• Biomaterial Functionalized Surfaces for Reducing Bacterial Adhesion and Infection

      Katsikogianni, Maria G.; Wood, David J.; Missirlis, Y.F. (2016)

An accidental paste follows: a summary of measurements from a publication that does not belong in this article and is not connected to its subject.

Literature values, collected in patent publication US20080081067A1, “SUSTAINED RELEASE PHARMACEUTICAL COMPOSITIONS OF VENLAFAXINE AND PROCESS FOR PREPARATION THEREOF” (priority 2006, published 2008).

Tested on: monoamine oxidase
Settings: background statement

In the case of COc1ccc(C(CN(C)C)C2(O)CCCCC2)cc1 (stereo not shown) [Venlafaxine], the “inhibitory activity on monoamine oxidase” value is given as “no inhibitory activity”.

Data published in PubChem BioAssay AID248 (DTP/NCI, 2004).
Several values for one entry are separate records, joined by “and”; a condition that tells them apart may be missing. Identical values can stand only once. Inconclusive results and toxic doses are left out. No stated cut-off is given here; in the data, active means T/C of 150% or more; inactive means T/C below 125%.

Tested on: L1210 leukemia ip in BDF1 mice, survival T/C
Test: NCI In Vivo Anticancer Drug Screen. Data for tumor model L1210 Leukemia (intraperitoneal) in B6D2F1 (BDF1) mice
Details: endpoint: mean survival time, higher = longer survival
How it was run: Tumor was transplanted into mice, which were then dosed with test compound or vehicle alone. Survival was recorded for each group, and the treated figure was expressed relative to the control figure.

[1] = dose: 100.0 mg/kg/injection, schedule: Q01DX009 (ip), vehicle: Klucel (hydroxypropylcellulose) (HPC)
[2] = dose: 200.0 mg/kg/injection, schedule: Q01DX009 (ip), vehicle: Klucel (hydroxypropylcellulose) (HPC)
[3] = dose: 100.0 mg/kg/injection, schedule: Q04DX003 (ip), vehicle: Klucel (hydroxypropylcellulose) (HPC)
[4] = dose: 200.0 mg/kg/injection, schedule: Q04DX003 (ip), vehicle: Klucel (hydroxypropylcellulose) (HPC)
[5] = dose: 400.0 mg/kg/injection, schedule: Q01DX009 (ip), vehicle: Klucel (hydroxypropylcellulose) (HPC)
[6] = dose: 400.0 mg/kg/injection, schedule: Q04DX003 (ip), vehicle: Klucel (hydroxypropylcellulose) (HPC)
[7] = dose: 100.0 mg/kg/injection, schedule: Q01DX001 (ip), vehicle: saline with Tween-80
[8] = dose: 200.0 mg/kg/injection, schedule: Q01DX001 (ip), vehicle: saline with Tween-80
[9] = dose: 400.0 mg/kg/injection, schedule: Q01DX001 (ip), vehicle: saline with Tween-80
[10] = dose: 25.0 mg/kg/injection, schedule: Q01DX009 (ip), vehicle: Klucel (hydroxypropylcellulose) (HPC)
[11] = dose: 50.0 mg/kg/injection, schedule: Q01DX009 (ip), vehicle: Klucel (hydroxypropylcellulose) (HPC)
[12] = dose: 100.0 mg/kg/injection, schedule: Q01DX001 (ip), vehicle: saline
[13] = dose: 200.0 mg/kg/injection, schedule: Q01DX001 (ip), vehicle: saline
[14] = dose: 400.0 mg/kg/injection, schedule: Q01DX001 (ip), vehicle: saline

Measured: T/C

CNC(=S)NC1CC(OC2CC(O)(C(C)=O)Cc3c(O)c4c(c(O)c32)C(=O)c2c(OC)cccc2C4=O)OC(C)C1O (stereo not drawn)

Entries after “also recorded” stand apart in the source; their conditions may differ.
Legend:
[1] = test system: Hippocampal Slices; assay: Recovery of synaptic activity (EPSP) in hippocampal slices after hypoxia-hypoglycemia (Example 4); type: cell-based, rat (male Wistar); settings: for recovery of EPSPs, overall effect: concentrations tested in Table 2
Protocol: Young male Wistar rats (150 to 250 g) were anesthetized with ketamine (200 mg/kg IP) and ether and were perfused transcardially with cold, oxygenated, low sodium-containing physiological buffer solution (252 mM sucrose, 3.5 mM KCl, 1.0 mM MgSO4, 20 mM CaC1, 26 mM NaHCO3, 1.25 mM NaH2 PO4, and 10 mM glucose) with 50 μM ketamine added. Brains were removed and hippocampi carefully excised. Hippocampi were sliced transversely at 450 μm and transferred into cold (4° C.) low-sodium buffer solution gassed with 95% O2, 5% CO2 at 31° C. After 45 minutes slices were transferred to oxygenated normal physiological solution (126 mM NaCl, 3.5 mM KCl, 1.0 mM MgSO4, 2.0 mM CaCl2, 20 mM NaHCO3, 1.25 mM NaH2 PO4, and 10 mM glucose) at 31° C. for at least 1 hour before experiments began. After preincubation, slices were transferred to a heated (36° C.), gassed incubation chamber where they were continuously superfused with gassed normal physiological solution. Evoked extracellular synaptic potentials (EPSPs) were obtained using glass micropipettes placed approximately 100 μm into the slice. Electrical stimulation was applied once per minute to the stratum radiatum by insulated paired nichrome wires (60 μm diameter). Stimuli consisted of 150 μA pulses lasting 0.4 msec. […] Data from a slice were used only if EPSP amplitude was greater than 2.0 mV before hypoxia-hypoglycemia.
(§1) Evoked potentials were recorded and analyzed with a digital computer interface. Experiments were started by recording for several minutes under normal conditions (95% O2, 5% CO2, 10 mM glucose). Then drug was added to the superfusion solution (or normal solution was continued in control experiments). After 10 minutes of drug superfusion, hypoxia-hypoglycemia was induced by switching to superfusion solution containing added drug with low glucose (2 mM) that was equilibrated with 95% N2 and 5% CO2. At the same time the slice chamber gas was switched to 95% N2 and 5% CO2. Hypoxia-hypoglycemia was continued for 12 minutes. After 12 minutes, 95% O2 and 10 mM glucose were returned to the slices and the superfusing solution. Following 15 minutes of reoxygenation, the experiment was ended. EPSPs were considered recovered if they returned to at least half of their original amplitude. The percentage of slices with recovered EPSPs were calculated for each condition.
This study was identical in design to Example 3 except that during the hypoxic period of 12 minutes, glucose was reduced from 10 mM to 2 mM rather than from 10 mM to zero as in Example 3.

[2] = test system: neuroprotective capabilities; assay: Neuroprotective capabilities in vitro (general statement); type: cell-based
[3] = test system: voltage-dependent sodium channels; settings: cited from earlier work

This chapter describes the current approaches to reduce bacterial adhesion to various biomaterial surfaces, focusing on nonfouling surfaces through patterning and hydrophobicity plasma-assisted surface treatment and deposition; incorporation of antimicrobials, antibiotics, antibiofilms, and natural extracts that are either immobilized or released; dual function antimicrobial surfaces; incorporation of nonpathogenic bacteria, bacteriophages, and biofilm dispersal agents but also reduced bacterial adhesion through tissue integration. To facilitate the design of new materials, the role of physical, chemical, and biological surface properties on bacterial adhesion is reviewed in each case, as an insight into the chemical and physical cues that affect bacterial adhesion and biofilm formation can provide ideas for creating successful antifouling or antimicrobial surfaces. The application of these surfaces is explored based on the clinical needs and the market gaps. How multidisciplinary research on surface design and engineering may have an impact on both fundamental understanding of bacterial adhesion to biomaterials and applied biomaterial science and technology is finally discussed.